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Banned Books Week: 5 Of Your Favorites

Banned Books Week: 5 Of Your Favorites
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This week is Banned Books Week, which celebrates the freedom to read and the First Amendment. In an age when more information is available than ever thanks to the internet, Banned Books Week highlights issues of censorship and reminds us why free and open access to information is an essential part of our society. Banned Books Week puts intellectual freedom — “the freedom to access information and express ideas, even if the information and ideas might be considered unorthodox or unpopular” — in the spotlight.

Since literature has existed, there have been calls to ban it. The ancient Greek philosopher Plato argued in his Republic that the poetry of Homer — his Iliad and the Odyssey were part of a young (male) Athenian citizen’s education — and the plays of the great tragic poets should be banned from his ideal state because they taught falsehoods about the gods and offered poor models of proper behavior and virtue. Inappropriate content — because that content is judged as sexually explicit or containing “offensive language” or material “unsuited to any age group” — remains a top reason that books end up on the banned lists of school curriculum and libraries. Fears run deep about the power of words to lead young minds astray.

But calls to challenge and ban books have their uses. Sometimes nothing succeeds like a little negative publicity to remind us of why we need books like To Kill a Mockingbird, Beloved, Their Eyes Were Watching God, Lord of the Flies, Animal Farm and many other classics and more recent works.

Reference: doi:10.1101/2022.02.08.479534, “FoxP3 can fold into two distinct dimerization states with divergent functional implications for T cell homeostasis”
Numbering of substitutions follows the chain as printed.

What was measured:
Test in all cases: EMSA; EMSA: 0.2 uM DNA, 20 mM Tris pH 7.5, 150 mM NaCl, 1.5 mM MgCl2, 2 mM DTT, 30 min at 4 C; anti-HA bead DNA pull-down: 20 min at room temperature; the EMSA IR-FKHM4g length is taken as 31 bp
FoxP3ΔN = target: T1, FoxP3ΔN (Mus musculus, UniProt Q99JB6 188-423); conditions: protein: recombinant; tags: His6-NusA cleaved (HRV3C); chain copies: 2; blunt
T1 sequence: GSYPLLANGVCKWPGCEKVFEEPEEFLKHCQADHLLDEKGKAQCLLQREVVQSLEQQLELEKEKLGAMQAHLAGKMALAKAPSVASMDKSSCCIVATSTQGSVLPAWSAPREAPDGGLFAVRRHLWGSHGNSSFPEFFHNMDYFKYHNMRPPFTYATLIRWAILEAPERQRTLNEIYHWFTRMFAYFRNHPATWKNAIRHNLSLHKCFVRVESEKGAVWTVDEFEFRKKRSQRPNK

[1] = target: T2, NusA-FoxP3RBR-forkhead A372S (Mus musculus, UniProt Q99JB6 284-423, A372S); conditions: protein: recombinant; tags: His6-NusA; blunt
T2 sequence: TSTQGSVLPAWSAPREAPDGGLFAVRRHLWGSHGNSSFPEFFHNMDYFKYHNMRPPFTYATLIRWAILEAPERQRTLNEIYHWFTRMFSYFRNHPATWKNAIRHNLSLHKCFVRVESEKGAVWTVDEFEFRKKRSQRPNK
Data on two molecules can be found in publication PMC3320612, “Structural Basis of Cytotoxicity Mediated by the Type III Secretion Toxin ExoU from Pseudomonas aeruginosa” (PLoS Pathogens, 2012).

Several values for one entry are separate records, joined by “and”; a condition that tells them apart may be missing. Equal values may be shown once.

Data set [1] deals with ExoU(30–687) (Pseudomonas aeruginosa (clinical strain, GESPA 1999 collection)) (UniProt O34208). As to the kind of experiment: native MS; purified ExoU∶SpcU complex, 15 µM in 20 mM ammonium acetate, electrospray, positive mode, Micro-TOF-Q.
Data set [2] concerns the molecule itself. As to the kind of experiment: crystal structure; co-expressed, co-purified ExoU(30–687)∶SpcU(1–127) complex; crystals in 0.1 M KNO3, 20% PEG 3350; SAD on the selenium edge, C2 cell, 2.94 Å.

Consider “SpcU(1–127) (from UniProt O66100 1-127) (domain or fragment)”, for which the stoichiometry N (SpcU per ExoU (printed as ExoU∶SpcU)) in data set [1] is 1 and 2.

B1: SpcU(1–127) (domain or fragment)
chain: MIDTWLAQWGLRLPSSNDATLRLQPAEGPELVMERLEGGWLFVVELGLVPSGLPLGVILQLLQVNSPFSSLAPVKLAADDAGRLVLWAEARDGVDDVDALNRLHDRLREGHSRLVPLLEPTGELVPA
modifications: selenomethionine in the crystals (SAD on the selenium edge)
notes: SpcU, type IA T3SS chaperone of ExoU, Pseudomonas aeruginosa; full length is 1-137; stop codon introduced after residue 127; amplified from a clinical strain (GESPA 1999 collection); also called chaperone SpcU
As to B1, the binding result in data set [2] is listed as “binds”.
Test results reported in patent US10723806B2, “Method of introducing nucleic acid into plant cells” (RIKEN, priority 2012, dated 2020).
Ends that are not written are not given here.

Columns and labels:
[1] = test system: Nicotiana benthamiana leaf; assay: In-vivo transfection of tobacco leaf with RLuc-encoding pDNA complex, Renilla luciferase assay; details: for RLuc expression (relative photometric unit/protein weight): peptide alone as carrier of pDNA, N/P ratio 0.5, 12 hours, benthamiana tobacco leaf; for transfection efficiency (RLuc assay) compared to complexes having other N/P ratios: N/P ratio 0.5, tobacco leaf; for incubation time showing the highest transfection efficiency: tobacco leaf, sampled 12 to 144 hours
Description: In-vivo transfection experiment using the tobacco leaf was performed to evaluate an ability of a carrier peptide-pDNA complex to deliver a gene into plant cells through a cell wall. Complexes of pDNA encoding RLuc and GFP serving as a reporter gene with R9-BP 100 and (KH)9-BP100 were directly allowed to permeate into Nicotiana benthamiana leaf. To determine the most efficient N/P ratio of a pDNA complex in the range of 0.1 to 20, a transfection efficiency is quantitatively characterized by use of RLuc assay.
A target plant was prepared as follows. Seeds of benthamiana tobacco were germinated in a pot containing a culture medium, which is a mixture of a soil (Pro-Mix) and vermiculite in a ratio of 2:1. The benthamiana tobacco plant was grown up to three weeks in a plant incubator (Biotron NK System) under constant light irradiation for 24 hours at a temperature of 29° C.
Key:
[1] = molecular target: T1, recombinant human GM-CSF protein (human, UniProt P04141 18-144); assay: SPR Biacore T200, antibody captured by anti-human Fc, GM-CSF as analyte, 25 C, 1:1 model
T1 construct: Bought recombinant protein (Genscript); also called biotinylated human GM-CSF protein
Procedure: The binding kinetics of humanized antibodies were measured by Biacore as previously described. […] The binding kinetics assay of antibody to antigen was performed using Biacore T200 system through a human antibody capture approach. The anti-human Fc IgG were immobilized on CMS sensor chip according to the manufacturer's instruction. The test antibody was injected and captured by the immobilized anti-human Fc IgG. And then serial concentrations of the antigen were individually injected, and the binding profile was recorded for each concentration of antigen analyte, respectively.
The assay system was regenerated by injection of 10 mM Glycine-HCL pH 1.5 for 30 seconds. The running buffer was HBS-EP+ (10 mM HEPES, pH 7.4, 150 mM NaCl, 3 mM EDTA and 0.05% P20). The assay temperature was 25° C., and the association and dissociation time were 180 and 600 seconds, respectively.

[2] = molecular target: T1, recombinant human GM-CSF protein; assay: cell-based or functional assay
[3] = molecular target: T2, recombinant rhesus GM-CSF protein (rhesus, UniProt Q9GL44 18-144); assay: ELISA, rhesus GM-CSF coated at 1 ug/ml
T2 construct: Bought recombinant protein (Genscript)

Here are just a few books that have been frequently challenged and that Care2 members have noted as favorites.

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157 comments

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5:12PM PDT on Apr 4, 2014

Sadly, censorship can indeed work. A decree may provoke more interest in a book (and we, comfortable in our superiority, laugh at the banners' foolishness ), yet destruction can indeed take books' ideas, factual reportage, worldviews, even awareness of their existence, etc. permanently beyond our reach. What was lost with the Library of Alexandria, or in the mountains of Mayan texts burnt by the conquistadores? Are we even able to conceive of what is lost, much less remember and reconstruct, in the face of the Nazi destruction of books and art, the reduction of language itself in Orwell's 1984, or the elimination oral literature by colonizers who forbid the use of the indigenes' language?

4:15AM PST on Jan 23, 2014

thank you for sharing

10:56AM PST on Dec 24, 2013

I think banning books just bring more controversy and attention to themselves. And a government should never ban books. A school can choose what they want, but they should keep the phenomenon of negative attention when they say a book is 'banned' especially now with free access on the internet. Thanks.